May 23, 2013, 9:39 AM EDT
Nico Rosberg completed a sweep of Thursday’s two practice sessions for the Monaco Grand Prix. With a little more than an hour remaining in the second 90-minute free practice session, Rosberg dropped in the weekend’s first 1:14 lap with a lap of 1:14.759 around the streets of Monte Carlo.
Lewis Hamilton made it a Mercedes 1-2 for the W04s, albeit some three tenths of a second in arrears of Rosberg. Fernando Alonso was third ahead of his Ferrari teammate Felipe Massa and Mark Webber’s Red Bull.
Rosberg set his fastest time on Pirelli’s supersoft compounds. During the broadcast, NBC Sports Network Formula One pit reporter Will Buxton noted Rosberg was using up his rear supersofts too much, and they were “heavily fried” at one point. On the softs, Rosberg appeared to have an even greater gap to Hamilton. If the Mercedes don’t get into tire degradation trouble as they have tended to do this year, they should emerge as favorites for the rest of the weekend.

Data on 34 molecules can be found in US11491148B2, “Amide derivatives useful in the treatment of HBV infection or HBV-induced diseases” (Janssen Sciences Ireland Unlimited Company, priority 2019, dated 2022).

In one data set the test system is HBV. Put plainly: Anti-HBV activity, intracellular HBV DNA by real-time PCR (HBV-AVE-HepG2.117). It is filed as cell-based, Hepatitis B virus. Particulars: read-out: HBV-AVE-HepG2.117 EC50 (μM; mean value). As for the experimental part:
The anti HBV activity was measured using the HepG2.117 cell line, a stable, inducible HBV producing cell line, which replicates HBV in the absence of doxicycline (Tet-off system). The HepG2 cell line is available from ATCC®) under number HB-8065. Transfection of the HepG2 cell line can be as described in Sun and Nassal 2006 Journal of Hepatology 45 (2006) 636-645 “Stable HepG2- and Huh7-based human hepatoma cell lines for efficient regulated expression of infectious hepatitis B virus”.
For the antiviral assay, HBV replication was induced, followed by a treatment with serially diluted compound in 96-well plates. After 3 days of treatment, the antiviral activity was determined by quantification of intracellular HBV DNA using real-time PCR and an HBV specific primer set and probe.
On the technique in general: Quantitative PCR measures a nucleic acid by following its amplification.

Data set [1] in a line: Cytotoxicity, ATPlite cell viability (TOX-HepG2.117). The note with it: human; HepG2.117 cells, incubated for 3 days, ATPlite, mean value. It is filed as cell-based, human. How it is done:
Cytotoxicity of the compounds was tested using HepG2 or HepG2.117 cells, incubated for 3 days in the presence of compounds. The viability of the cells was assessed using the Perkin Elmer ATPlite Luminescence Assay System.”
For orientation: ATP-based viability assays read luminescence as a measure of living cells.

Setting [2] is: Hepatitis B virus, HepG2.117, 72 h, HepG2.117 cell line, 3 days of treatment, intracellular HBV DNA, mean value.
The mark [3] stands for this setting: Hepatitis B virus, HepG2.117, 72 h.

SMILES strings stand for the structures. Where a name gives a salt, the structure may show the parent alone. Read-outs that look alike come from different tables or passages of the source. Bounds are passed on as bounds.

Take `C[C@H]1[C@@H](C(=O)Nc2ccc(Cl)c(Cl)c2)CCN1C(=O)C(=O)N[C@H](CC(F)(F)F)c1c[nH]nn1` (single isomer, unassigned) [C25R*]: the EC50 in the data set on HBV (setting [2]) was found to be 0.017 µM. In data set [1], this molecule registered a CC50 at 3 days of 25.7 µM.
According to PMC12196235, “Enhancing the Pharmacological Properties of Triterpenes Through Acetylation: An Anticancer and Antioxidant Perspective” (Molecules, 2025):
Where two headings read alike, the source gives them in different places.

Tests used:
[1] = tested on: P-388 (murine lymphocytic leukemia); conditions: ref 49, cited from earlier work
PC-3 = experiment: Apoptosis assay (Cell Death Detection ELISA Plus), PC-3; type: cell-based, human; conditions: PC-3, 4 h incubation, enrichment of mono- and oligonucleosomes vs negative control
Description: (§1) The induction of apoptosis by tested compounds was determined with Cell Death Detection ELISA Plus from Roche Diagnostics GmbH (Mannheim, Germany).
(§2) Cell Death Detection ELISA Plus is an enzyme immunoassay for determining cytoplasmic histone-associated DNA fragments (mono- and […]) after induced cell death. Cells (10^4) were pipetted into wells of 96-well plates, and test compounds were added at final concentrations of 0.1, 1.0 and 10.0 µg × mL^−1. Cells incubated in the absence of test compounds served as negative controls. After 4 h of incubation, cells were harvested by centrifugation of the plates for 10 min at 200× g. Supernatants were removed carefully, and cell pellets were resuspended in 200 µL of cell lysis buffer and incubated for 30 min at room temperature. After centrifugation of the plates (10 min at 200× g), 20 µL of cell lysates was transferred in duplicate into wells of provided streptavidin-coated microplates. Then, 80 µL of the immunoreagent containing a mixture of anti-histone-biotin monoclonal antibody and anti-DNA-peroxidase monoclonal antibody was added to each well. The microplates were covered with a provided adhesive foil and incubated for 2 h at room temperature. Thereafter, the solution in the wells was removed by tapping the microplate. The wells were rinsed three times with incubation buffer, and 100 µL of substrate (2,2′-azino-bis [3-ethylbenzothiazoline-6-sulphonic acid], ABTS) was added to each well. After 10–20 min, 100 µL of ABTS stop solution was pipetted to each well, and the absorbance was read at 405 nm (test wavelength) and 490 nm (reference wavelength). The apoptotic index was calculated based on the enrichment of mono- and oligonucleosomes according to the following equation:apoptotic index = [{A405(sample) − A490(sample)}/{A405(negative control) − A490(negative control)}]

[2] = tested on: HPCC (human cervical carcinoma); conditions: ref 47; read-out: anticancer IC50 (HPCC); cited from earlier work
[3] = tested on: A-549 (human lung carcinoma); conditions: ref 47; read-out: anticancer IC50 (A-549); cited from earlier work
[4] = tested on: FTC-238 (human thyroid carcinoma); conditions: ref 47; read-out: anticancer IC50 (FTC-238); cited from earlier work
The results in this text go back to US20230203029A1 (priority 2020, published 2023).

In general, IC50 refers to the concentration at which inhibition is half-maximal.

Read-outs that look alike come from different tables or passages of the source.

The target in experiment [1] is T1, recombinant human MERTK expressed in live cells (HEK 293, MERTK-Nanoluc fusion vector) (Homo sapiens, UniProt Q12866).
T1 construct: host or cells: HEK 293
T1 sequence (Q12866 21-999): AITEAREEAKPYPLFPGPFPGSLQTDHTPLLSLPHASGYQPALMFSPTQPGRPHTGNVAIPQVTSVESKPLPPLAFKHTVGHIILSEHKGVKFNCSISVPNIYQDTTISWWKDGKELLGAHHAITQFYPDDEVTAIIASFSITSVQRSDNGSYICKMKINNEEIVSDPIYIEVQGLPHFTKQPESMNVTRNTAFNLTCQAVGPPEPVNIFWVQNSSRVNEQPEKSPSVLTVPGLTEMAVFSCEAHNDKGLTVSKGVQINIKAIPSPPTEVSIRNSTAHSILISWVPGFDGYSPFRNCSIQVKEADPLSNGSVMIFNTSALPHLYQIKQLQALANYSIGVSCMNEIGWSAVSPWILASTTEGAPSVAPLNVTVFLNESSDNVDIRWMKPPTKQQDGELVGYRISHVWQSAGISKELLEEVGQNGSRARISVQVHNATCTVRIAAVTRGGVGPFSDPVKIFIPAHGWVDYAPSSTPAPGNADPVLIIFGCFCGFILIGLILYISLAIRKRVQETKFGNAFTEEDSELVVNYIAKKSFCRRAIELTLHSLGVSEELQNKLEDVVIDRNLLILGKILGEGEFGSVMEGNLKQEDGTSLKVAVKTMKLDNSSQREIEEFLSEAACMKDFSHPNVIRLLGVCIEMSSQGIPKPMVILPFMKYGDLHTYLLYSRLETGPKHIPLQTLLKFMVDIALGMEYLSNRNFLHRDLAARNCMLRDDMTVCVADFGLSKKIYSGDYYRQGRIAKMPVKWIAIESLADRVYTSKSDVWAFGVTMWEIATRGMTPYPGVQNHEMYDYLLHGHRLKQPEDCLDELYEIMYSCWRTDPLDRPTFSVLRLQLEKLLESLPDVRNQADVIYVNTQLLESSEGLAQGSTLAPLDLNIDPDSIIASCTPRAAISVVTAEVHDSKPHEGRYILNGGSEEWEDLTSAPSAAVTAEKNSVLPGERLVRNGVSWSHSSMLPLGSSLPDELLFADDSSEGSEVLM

Behind the top five, the Lotus pair of Kimi Raikkonen and Romain Grosjean were next, each still within one second of Rosberg with Jenson Button, Sebastian Vettel and Paul di Resta in the top 10. Vettel, though, set his fastest lap of the day on the soft tire, so he hasn’t yet shown his full hand.
Grosjean’s session was truncated after 30 minutes following a heavy shunt on the exit of Sainte Devote, Turn 1 at Monaco. He locked up his right front supersoft tire on entry, bounded over the kerbs and into the barriers. His car was airlifted out of the spot by crane, quite high above the track, giving onlookers a good view at the floor of the Lotus E21.
The session was red flagged shortly thereafter, but not due to Grosjean’s accident. Kerb damage at Turn 13 caused a four-minute session interruption.
Down at the rear of the grid, Jules Bianchi brought Marussia back ahead of Caterham, and in the process, was close to both Toro Rossos and Valtteri Bottas’ Williams. Bianchi, in 19th, was within eight tenths of the Toro Rosso pair of Daniel Ricciardo and Jean-Eric Vergne, and six tenths adrift of Bottas’ Williams.
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